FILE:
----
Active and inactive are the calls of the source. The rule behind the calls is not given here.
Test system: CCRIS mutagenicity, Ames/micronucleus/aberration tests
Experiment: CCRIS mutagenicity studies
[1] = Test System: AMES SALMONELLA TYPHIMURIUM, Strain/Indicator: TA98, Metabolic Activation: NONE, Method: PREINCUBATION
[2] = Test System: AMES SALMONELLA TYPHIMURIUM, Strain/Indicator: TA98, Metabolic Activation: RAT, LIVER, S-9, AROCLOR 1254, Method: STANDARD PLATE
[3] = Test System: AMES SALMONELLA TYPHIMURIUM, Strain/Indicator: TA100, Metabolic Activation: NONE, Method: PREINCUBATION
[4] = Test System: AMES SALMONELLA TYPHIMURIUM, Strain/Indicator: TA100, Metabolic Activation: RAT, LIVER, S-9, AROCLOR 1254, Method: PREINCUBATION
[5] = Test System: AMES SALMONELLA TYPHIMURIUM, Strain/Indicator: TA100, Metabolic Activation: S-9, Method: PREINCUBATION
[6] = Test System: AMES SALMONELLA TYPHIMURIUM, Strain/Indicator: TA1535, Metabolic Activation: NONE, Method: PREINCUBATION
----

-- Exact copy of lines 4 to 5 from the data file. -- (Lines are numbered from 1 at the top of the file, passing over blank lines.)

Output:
[1] = Test System: AMES SALMONELLA TYPHIMURIUM, Strain/Indicator: TA98, Metabolic Activation: NONE, Method: PREINCUBATION
[2] = Test System: AMES SALMONELLA TYPHIMURIUM, Strain/Indicator: TA98, Metabolic Activation: RAT, LIVER, S-9, AROCLOR 1254, Method: STANDARD PLATE